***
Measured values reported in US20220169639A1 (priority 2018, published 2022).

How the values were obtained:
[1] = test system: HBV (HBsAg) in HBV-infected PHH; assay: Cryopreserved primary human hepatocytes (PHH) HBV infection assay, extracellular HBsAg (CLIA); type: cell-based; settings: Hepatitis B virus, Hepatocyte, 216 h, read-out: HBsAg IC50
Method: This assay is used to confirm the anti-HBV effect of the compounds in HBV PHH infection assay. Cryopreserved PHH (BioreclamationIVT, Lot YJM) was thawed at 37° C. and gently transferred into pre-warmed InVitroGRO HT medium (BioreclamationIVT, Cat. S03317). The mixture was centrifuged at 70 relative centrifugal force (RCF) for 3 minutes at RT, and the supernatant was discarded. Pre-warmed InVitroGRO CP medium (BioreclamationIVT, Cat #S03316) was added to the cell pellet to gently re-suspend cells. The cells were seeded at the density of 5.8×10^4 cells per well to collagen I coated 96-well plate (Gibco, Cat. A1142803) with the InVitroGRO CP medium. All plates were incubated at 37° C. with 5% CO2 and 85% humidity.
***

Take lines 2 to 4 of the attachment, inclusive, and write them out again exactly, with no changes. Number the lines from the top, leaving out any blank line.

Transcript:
How the values were obtained:
[1] = test system: HBV (HBsAg) in HBV-infected PHH; assay: Cryopreserved primary human hepatocytes (PHH) HBV infection assay, extracellular HBsAg (CLIA); type: cell-based; settings: Hepatitis B virus, Hepatocyte, 216 h, read-out: HBsAg IC50
Method: This assay is used to confirm the anti-HBV effect of the compounds in HBV PHH infection assay. Cryopreserved PHH (BioreclamationIVT, Lot YJM) was thawed at 37° C. and gently transferred into pre-warmed InVitroGRO HT medium (BioreclamationIVT, Cat. S03317). The mixture was centrifuged at 70 relative centrifugal force (RCF) for 3 minutes at RT, and the supernatant was discarded. Pre-warmed InVitroGRO CP medium (BioreclamationIVT, Cat #S03316) was added to the cell pellet to gently re-suspend cells. The cells were seeded at the density of 5.8×10^4 cells per well to collagen I coated 96-well plate (Gibco, Cat. A1142803) with the InVitroGRO CP medium. All plates were incubated at 37° C. with 5% CO2 and 85% humidity.